"I was shocked," she said. "I could tell he probably spent over $20,000. Everybody in their bowl had a big scoop."

Fins on the Internet
The world's fin dealers congregate in cyberspace on the international trade site, which lists about 300 fin sellers.

Star Inc., of Hollywood, advertises fins from tiger sharks, makos, hammerheads "and many, many more!!!!...We've got big quantities." Ben Freedman, listed last month as the company's contact person, said in a brief telephone interview, "I'm getting them in the Bahamas and selling them to the Far East." He said he had no time to talk further and could not be reached later despite repeated messages.

Alibaba, partly owned by Yahoo, is a publicly traded Chinese company. Conservationists have called on it to drop the ads.

"Alibaba is the No. 1 platform in the world for this," said Richard Stewart, executive director of the Ocean Realm Society, an environmental group based in New Smyrna Beach, which organized a petition drive. "It's getting out of control. How long do you think this species is going to last in the ocean?"

Alibaba spokeswoman Christina Splinder said the company sees itself as a "neutral marketplace" that doesn't impede legal transactions.

"The trading of shark fins is an issue that honest people can disagree on and there are many cultural perspectives on this issue," she wrote in an e-mail.

The United States outlawed shark finning in 2000, prohibiting fishing boats from taking the fins unless they took the rest of the shark.

Last year, state and federal authorities discovered 91 pounds of shark fins without corresponding carcasses on a boat at Port Canaveral. They sent the fins to Nova Southeastern University's Guy Harvey Research Center in Dania Beach, where executive director Mahmood Shivji has developed a quick genetic identification technique for sharks. He found the fins had come from protected dusky and night sharks. The boat operator, Frank Davis, was fined $38,000.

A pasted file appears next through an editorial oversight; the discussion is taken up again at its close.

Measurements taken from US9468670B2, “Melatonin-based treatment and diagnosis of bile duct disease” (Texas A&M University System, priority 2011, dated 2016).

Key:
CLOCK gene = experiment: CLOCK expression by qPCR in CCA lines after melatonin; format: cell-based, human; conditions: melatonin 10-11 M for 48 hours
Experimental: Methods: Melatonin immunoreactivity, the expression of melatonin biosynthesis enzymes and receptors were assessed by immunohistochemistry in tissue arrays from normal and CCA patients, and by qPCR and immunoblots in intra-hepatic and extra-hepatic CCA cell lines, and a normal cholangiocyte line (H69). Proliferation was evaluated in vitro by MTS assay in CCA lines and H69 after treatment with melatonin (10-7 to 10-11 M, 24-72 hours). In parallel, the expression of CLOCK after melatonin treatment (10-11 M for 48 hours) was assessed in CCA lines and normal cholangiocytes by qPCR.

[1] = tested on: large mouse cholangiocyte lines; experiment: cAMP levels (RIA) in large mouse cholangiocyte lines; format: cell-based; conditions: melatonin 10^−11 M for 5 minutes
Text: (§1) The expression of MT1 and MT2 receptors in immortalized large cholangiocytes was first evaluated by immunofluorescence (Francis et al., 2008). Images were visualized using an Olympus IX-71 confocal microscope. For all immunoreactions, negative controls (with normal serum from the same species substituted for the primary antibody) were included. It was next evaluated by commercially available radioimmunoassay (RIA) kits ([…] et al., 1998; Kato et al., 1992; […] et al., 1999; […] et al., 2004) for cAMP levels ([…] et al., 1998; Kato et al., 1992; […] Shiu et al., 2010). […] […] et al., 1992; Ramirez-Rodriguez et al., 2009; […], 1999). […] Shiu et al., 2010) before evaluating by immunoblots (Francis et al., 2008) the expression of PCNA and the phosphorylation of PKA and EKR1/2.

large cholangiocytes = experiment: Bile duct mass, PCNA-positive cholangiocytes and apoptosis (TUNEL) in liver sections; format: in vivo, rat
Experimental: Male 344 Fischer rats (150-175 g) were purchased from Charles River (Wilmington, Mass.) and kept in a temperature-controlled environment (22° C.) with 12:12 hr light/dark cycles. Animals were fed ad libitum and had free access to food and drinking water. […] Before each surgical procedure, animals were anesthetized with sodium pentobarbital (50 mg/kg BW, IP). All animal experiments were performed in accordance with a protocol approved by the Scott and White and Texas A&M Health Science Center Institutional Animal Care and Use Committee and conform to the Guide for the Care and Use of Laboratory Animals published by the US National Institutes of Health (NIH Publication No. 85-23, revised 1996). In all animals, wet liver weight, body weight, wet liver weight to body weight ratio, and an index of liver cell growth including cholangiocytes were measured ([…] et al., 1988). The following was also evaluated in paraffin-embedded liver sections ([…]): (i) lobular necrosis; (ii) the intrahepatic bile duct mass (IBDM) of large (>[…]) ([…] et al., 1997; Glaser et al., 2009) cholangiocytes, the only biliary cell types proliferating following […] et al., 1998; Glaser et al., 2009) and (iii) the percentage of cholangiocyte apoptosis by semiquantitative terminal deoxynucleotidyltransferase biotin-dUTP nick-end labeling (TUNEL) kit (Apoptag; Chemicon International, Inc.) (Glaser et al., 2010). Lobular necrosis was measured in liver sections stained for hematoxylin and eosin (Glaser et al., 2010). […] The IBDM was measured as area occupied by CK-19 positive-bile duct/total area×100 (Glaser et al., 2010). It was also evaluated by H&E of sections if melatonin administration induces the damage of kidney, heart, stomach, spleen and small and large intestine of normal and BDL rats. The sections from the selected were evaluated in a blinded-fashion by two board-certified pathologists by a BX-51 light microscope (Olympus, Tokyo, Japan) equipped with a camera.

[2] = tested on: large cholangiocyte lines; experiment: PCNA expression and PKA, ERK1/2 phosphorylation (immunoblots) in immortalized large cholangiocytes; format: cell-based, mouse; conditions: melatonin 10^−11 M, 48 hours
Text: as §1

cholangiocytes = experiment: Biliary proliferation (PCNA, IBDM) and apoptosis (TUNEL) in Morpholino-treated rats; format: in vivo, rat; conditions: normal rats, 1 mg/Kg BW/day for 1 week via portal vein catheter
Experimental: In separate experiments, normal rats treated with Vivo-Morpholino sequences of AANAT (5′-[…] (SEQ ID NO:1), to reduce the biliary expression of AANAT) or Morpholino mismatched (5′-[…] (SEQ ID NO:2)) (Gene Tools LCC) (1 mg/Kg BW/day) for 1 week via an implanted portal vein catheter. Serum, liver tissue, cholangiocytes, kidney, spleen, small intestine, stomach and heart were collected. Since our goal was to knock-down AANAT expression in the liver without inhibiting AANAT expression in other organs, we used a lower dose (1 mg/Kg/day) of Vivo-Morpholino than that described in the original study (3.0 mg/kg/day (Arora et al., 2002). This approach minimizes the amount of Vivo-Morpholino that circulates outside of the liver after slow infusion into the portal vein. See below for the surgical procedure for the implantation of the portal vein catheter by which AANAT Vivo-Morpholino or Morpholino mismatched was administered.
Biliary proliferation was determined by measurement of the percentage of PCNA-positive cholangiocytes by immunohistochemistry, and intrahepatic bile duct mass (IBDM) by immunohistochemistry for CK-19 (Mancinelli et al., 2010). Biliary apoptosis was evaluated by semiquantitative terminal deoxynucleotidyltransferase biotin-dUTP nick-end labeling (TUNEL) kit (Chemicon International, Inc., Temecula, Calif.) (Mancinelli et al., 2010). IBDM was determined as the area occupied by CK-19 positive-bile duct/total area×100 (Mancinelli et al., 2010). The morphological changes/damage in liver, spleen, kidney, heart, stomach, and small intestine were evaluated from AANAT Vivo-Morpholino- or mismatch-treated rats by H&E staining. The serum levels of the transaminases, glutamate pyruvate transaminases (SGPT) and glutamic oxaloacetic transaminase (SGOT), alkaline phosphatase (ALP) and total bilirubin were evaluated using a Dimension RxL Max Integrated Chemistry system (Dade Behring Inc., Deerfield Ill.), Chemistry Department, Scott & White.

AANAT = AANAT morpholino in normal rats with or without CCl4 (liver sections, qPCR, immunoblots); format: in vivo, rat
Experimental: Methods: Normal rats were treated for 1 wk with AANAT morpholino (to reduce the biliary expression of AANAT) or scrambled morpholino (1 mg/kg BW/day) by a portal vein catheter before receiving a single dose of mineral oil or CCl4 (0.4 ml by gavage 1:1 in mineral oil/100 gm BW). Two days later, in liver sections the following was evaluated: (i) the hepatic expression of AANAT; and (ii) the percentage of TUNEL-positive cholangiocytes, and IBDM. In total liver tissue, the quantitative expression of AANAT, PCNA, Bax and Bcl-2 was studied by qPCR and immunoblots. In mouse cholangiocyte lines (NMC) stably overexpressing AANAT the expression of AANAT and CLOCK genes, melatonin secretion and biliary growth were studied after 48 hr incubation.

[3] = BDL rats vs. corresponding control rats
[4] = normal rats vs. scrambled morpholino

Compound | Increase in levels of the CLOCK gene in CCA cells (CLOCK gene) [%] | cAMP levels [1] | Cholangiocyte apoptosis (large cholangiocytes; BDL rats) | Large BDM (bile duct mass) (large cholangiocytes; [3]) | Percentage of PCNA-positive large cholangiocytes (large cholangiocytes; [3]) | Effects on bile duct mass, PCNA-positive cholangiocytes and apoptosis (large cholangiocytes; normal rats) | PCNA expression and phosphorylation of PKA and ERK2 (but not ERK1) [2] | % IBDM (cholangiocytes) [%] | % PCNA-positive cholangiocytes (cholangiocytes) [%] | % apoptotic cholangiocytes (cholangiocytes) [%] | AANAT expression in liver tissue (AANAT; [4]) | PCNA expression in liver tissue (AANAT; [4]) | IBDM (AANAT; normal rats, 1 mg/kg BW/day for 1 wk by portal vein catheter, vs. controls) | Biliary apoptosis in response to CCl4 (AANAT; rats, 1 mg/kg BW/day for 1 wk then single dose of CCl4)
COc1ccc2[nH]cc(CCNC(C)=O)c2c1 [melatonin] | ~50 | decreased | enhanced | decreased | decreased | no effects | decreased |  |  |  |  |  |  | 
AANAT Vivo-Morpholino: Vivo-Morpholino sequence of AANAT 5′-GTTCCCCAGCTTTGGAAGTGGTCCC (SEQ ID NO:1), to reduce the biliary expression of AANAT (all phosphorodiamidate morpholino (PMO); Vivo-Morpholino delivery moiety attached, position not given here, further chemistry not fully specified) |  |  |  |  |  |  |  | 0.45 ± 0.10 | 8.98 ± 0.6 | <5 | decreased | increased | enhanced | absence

Congress is considering rules to further protect sharks. The Shark Conservation Act of 2008 would allowing sanctions against countries that permit finning and tighten the finning ban. The bill was prompted by the Coast Guard seizure of a cargo ship with 65,000 pounds of fins, in which charges were dropped after an appellate court ruled the law covered only fishing boats.

Conservationists say finning is a cruel practice that facilitates the mass killing of sharks.

"You can take a small boat and clear out a whole reef very quickly," said Knights, of WildAid. "You waste 90 percent of the animal. Often the animals are still alive when they're dumped back in the water. Enforcing something like this is a bit of a joke. It's impossible to quantify but you're talking about millions of sharks a year."